Hunter Lawrence & Jed Beaton Interviews | Features
It looks like we’ve finally spawned the next generation of motocross heroes to take the Aussie baton from the likes of Chad Reed, Brett Metcalfe, Dan Reardon and Michael Byrne.
Here at ADB we love gathering around the BBQ on a Sunday arvo to watch our Aussie heroes bang ’bars with the Americans and Europeans. But a few years ago, as those riders began returning home and retiring, we feared the appeal of watching overseas racing might be lost. Enter Hunter Lawrence, Jed Beaton, Mitch Evans, Jett Lawrence and Caleb Grothues [the latter two will feature in another issue]. These young guns have given us reason to continue hoisting the flag, firing up the barbie and cheering on our ANZAC legends. But just how did their season pan out and what can we expect in 2020?
We covered Mitch Evans’ move to the MX2 class in Europe as the Queenslander was riding the crest of a wave, having finished third overall in two rounds. Evans revealed the challenges of adapting to the European scene and struggling with his weight as he returned to the 250cc class, but then a few serious crashes ripped his season apart. The new Mitch was stepping up to the MXGP class for next year had not yet surfaced, so you can read about that here.
By the Turkish round he was fighting his way back to the pointy end of the field with an 11th overall. On a two-year contract with 114 Motorsports, he assured us we’ll be doing plenty more barbecuing next season as he proves himself on the global stage.
As for Hunter Lawrence and Jed Beaton, their respective seasons went down the same path as Mitch’s. Injury got in the way but not before several decent results in their respective championships. While the record books will say that Kawasaki’s Adam Cianciarulo fulfilled his lifelong dream of winning the AMA Pro Motocross 250 Championship with six wins, followed by Yamaha rider Dylan Ferrandis with four, Hunter’s brag box will reveal a best finish of second.
What it won’t show is that he came into the season having missed AMA Supercross with a wrist injury and could have claimed his first overall win at Fox Raceway if not for a freak mechanical that saw a rock take out his sump plug in the first moto.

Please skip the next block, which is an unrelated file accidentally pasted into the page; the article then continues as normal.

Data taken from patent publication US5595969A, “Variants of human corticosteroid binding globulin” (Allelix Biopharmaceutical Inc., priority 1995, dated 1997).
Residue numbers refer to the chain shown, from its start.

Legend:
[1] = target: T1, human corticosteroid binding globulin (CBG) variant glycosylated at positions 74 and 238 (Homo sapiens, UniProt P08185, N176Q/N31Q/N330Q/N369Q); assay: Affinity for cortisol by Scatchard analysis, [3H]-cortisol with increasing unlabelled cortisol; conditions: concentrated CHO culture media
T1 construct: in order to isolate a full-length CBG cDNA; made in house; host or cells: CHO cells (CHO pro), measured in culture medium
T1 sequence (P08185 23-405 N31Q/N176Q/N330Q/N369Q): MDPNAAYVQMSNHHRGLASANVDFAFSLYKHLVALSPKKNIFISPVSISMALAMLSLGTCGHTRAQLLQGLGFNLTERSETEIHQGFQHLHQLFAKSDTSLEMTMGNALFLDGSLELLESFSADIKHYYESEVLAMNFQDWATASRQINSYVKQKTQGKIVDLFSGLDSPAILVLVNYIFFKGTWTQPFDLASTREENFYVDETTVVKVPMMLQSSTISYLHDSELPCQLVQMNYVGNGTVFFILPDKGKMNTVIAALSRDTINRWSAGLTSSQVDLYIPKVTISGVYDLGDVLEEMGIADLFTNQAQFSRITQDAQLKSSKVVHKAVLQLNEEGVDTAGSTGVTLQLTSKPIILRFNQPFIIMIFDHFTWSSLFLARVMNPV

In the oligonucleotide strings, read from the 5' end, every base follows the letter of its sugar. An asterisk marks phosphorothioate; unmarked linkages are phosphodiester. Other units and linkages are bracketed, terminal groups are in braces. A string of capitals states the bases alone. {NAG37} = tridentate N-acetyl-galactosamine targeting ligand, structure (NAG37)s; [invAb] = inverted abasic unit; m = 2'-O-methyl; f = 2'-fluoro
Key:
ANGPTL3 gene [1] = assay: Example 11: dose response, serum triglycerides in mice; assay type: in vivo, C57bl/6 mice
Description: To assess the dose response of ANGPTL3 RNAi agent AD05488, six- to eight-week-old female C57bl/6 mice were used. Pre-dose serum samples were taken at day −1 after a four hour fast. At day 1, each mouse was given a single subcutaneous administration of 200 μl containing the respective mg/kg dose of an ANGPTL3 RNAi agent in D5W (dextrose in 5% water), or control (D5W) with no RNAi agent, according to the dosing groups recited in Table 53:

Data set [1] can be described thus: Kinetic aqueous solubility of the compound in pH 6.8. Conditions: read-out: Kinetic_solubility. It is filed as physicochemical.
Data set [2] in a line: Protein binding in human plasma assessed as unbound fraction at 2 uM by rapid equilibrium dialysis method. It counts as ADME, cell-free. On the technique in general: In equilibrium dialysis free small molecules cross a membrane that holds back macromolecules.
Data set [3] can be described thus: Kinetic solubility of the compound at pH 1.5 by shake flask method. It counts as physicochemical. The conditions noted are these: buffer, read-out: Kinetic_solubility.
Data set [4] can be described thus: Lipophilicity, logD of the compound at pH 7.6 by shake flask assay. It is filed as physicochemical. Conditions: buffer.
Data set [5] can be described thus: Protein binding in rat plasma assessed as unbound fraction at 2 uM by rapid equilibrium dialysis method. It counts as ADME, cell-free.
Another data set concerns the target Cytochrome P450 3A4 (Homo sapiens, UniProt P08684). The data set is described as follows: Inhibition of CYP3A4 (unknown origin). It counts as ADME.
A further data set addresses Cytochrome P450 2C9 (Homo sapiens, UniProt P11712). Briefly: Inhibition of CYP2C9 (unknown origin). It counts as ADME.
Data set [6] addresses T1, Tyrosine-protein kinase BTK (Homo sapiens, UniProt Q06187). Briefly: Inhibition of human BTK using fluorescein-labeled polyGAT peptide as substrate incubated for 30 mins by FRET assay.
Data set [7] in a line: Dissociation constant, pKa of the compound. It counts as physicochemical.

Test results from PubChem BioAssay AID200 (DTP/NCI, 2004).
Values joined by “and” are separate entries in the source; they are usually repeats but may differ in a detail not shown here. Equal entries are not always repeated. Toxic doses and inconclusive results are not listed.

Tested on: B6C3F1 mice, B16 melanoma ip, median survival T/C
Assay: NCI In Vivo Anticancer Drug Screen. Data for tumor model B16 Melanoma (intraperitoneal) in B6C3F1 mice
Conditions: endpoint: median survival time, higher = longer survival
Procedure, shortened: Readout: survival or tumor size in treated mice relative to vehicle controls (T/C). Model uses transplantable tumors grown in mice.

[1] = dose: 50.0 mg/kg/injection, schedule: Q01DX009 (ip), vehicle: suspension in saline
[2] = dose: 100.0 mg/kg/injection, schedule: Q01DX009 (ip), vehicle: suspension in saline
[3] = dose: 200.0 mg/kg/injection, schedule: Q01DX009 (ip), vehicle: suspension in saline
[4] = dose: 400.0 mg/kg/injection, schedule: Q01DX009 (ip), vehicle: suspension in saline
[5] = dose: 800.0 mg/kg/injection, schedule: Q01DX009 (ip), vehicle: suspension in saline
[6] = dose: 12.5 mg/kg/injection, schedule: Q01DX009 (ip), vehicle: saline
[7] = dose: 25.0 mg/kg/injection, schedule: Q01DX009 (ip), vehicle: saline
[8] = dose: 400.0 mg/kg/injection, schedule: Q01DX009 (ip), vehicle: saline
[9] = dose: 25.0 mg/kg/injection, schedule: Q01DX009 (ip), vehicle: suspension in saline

As for Jed, well the story is almost identical. After missing the opening round of the MX2 world title Jed pulled a third in the first moto in Italy before a poor finish in the second saw an overall podium slip through his fingers.
Jed’s season ebbed and flowed, with impressive performances to remind competitors that he would be a threat next year but injury ended his season early. Up front, by round 17 Jorge Prado had only dropped three motos, proving he is just as reliable as his Toyota namesake. The good news is that Prado and Cianciarulo are stepping up to the MXGP and AMA 450 classes respectively, meaning that next year we’ll have new champs, and we’re willing to bet on our boys after talking to them.
Injury has wreaked havoc with your year, did the season pan out as planned?
HUNTER LAWRENCE: It’s been a taxing year. I only had a four-day holiday last year, one month after the [Motocross of] Nations with my girlfriend. The only time off from riding I had was the first week of each collarbone, letting it heal and the bone mend, but even then I was still going to the gym two days after the crashes, working my legs and whatever else I could. I’m looking forward to what is shaping up like another busy off-season. I don’t think I will have time
to take a break or holiday. It’s tough but it’s all towards the dream and bigger picture.
JED BEATON: Injury has sucked for me this year, I felt like I was in a really good spot to build off after the pre-season. I came into the pre-season after overcoming my broken legs from the crash at Matterley Basin. I picked up a few little injuries’ before Husqvarna’s one-month boot camp in Spain but got them sorted and felt good. I was at about 90 per cent and that’s awesome to start the season with but I got injured two days before we flew out for the first round and from there on it’s just been injury after injury. We live and we learn, next year will be way better.
How hard has it been adapting to a new country?